Prof. Dr. Holger Braunschweig, Institute for Inorganic Chemistry, Julius-Maximilians-Universität Würzburg, firstname.lastname@example.org
Prof. Dr. Max Holthausen, Institute for Inorganic and Analytical Chemistry, Goethe University Frankfurt, email@example.com
“The Reductive Coupling of Dinitrogen”, Marc-André Légaré, Maximilian Rang, Guillaume Bélanger-Chabot, Julia I. Schweizer, Ivo Krummenacher, Rüdiger Bertermann, Merle Arrowsmith, Max C. Holthausen, and Holger Braunschweig. Science, 22. März 2019, DOI: 10.1126/science.aav9593
Robert Emmerich | Julius-Maximilians-Universität Würzburg
Biophysicists reveal how optogenetic tool works
29.05.2020 | Moscow Institute of Physics and Technology
Mapping immune cells in brain tumors
29.05.2020 | University of Zurich
In living cells, enzymes drive biochemical metabolic processes enabling reactions to take place efficiently. It is this very ability which allows them to be used as catalysts in biotechnology, for example to create chemical products such as pharmaceutics. Researchers now identified an enzyme that, when illuminated with blue light, becomes catalytically active and initiates a reaction that was previously unknown in enzymatics. The study was published in "Nature Communications".
Enzymes: they are the central drivers for biochemical metabolic processes in every living cell, enabling reactions to take place efficiently. It is this very...
Early detection of tumors is extremely important in treating cancer. A new technique developed by researchers at the University of California, Davis offers a significant advance in using magnetic resonance imaging to pick out even very small tumors from normal tissue. The work is published May 25 in the journal Nature Nanotechnology.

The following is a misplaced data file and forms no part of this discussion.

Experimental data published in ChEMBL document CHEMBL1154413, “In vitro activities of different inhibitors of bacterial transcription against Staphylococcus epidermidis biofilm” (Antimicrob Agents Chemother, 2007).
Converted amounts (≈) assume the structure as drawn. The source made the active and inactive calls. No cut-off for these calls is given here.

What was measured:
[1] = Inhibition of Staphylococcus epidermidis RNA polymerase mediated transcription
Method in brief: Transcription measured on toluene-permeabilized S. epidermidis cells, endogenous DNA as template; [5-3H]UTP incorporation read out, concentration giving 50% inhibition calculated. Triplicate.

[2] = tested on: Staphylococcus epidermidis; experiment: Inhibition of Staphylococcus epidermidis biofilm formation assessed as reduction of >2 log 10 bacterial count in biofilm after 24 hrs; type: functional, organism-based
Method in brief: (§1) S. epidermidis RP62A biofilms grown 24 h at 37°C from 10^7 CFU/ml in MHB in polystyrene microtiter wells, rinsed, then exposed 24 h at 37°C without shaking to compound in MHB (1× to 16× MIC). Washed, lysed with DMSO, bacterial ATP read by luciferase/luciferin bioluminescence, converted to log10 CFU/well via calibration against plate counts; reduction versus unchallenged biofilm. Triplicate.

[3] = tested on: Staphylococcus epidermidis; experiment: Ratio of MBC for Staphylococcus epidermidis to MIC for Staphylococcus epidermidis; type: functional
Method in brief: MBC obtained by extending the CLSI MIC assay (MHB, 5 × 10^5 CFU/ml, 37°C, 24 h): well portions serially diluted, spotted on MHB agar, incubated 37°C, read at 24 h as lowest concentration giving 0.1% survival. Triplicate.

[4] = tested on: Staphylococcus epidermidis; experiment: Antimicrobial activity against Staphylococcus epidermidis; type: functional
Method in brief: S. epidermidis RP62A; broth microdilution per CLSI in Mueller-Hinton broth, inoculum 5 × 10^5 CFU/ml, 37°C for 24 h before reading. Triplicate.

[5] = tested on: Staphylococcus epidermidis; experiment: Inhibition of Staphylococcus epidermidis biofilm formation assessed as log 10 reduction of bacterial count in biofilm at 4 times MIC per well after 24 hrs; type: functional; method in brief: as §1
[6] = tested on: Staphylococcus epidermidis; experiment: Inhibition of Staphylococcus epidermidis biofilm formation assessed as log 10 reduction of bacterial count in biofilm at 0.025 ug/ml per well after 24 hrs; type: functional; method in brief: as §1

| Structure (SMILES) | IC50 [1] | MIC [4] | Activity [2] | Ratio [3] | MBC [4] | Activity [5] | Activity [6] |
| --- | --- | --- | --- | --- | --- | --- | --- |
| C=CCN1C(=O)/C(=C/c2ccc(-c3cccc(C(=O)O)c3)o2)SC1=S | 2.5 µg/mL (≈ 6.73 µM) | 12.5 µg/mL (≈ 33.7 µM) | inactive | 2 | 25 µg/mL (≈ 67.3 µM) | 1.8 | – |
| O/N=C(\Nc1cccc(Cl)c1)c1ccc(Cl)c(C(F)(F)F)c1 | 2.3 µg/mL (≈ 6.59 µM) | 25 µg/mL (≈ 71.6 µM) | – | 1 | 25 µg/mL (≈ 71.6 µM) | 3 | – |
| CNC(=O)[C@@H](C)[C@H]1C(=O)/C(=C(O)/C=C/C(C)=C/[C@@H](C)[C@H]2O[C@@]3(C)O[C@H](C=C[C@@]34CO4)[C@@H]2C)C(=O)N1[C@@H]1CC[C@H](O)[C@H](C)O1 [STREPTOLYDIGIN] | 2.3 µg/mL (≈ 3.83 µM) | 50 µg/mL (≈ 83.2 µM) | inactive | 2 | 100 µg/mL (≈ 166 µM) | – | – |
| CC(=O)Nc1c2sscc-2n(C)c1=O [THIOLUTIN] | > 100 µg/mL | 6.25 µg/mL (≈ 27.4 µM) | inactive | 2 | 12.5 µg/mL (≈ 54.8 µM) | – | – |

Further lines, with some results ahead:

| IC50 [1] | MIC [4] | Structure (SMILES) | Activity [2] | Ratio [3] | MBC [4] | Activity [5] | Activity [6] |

researchers at the University of California, Davis offers a significant advance in using magnetic resonance imaging to pick out even very small tumors from...
Microelectronics as a key technology enables numerous innovations in the field of intelligent medical technology. The Fraunhofer Institute for Biomedical Engineering IBMT coordinates the BMBF cooperative project "I-call" realizing the first electronic system for ultrasound-based, safe and interference-resistant data transmission between implants in the human body.
When microelectronic systems are used for medical applications, they have to meet high requirements in terms of biocompatibility, reliability, energy...
Thomas Heine, Professor of Theoretical Chemistry at TU Dresden, together with his team, first predicted a topological 2D polymer in 2019. Only one year later, an international team led by Italian researchers was able to synthesize these materials and experimentally prove their topological properties. For the renowned journal Nature Materials, this was the occasion to invite Thomas Heine to a News and Views article, which was published this week. Under the title "Making 2D Topological Polymers a reality" Prof. Heine describes how his theory became a reality.
Ultrathin materials are extremely interesting as building blocks for next generation nano electronic devices, as it is much easier to make circuits and other...
Scientists took a leukocyte as the blueprint and developed a microrobot that has the size, shape and moving capabilities of a white blood cell. Simulating a blood vessel in a laboratory setting, they succeeded in magnetically navigating the ball-shaped microroller through this dynamic and dense environment. The drug-delivery vehicle withstood the simulated blood flow, pushing the developments in targeted drug delivery a step further: inside the body, there is no better access route to all tissues and organs than the circulatory system. A robot that could actually travel through this finely woven web would revolutionize the minimally-invasive treatment of illnesses.
A team of scientists from the Max Planck Institute for Intelligent Systems (MPI-IS) in Stuttgart invented a tiny microrobot that resembles a white blood cell...
19.05.2020 | Event News
07.04.2020 | Event News
06.04.2020 | Event News
29.05.2020 | Materials Sciences
29.05.2020 | Materials Sciences
29.05.2020 | Power and Electrical Engineering